The fact that a contravention of the conditions or limitations in a licence agreement amounts to an infringement of the licensed plant variety right has consequences for the exhaustion of the right in question. With some exceptions, such a right will be exhausted only if material of the protected variety (or an essentially derived variety) or any material derived therefrom has been distributed to others by the rights holder - or with its consent - within the European Union. If a licensee sells apple trees to a third party on terms that contradict the terms and conditions of its agreement with the rights holder, the trees have not been distributed to others in the European Union with the rights holder's consent. The regulation therefore seems to suggest that the holder's rights are not exhausted in such circumstances, allowing the rights holder to take legal action against the licensee and any party that subsequently purchases the trees or sells their harvest to third parties. The regulation does not require that the licence agreement be registered in the Community Plant Variety Register or that the terms of the agreement be notified to third parties. This suggests that the mere fact that third parties are unaware of such terms is no defence against an infringement claim.

However, the Court of Justice of the European Union has dealt with a similar case in the context of trademark law. Its decision suggests that the apparently straightforward reasoning may be less clear than it appears. In Peak Holding(6) the ECJ held that an explicit prohibition against reselling in the European Union, when incorporated into a contract of sale between a trademark proprietor and a licensee, does not mean that the relevant product is not placed on the market in the European Union, and thus does not preclude the exhaustion of the proprietor's exclusive rights in the event of resale in the European Union in breach of such prohibition.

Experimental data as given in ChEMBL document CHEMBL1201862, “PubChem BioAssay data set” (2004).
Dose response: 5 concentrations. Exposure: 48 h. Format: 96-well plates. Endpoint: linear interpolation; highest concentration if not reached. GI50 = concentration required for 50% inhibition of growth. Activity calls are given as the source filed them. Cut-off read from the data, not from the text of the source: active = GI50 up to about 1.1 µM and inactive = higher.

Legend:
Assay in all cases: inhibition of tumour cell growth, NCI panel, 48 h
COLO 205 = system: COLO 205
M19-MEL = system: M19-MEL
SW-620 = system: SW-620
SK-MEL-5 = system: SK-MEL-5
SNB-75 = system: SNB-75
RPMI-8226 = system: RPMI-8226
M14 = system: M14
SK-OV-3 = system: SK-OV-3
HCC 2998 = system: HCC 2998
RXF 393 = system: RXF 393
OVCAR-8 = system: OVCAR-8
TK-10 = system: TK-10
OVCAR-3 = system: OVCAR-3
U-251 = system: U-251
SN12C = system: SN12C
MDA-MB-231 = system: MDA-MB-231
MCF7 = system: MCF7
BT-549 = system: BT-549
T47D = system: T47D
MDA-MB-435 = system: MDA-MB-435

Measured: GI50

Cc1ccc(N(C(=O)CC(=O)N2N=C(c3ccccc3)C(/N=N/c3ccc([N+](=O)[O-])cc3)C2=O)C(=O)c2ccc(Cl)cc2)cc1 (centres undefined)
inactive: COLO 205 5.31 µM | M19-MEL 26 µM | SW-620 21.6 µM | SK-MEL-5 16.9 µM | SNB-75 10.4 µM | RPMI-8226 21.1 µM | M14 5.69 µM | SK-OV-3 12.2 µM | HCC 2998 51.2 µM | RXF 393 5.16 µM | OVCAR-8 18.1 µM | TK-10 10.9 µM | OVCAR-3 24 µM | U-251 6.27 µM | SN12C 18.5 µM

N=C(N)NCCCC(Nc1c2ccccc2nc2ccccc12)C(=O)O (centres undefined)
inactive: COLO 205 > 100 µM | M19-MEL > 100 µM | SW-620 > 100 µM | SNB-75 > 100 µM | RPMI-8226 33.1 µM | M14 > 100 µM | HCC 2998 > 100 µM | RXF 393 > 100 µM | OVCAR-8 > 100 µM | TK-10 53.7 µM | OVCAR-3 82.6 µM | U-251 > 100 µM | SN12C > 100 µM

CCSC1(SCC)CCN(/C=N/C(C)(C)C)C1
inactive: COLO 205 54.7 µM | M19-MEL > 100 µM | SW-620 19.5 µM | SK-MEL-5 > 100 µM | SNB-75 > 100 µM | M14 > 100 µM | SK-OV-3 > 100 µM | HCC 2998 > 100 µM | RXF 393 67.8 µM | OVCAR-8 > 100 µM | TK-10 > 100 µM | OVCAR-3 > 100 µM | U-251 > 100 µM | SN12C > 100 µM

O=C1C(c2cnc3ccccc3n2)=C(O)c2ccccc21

The Supreme Court has sought clarification on how this case law should be balanced with the provisions of the regulation, particularly in view of the first recital of the preamble to the regulation, which indicates that "plant varieties pose specific problems as regards the industrial property regime which may be applicable". The questions referred to the Court of Justice of the European Union are as follows:

"Should Article 94 of [the regulation], read in conjunction with Articles 11(1), 13(1) to 13(3), 16, 27 and 104 of the [regulation], be interpreted in such a way that the holder or the person enjoying the right of exploitation may bring an action for infringement against anyone who effects acts in respect of material which was sold or disposed of to him by a licensee of the right of exploitation if the limitations in the licensing contract between the licensee and the holder of the Community plant variety right that were stipulated to apply in the event of the sale of that material were not respected?

If so, is it of significance for the assessment of the infringement that the person effecting the aforementioned act is aware or is deemed to be aware of the limitations thus imposed in the said licensing contract?"

The court's answer is eagerly awaited.

For further information on this topic please contact Philippe de Jong. 

(1) C-140/10.
(2) Article 13(2) of the regulation. For further details please see
"Plant variety rights in the distribution chain".
(3) Article 27(1), id.
(4) Second part of Article 13(2), id.
(5) Article 27(2), id.
(6) C-16/03, Peak Holding AB v Axolin-Elinor AB [2004] ECR I-11313.

This article first appeared in International Law Office's (ILO) IP Newsletter on June 14 2010. A PDF of this article can be downloaded here. ILO is a premium online legal update service for major companies and law firms worldwide. In-house corporate counsel and other users of legal services, as well as law firm partners, qualify for a free subscription. Register at